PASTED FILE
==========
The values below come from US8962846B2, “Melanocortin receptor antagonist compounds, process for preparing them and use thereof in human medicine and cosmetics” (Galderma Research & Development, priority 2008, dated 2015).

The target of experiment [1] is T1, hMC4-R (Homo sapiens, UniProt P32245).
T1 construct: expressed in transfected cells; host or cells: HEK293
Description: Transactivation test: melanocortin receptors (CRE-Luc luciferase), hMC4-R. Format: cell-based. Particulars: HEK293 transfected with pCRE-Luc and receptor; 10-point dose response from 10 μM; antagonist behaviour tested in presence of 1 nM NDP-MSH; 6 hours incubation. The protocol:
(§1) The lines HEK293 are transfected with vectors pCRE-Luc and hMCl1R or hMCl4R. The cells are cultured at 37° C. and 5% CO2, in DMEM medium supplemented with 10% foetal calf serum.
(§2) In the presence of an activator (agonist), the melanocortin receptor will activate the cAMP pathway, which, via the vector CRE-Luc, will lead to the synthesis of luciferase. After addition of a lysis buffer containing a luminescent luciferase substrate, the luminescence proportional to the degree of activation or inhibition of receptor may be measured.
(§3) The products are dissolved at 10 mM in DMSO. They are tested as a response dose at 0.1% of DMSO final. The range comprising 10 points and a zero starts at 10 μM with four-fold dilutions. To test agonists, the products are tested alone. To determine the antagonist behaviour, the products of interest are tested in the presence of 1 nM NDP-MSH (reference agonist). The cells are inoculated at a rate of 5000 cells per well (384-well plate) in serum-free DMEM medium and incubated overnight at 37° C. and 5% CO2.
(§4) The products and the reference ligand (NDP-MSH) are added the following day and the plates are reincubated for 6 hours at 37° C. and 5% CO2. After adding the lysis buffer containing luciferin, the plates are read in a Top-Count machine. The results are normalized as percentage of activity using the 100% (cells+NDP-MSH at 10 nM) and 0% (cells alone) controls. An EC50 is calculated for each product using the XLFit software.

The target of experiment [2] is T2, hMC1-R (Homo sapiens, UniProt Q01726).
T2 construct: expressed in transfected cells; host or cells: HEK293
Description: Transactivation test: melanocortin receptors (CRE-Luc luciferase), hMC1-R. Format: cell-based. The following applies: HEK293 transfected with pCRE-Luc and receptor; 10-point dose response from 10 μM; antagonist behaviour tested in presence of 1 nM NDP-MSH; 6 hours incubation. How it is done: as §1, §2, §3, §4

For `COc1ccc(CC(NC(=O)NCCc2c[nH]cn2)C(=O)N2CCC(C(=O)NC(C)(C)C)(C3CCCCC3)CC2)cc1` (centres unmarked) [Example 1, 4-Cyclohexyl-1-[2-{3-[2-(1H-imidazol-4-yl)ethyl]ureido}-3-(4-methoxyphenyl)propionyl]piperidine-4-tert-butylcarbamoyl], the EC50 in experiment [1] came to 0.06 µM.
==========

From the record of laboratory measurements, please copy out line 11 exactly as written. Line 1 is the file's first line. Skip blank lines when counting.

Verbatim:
Description: Transactivation test: melanocortin receptors (CRE-Luc luciferase), hMC1-R. Format: cell-based. The following applies: HEK293 transfected with pCRE-Luc and receptor; 10-point dose response from 10 μM; antagonist behaviour tested in presence of 1 nM NDP-MSH; 6 hours incubation. How it is done: as §1, §2, §3, §4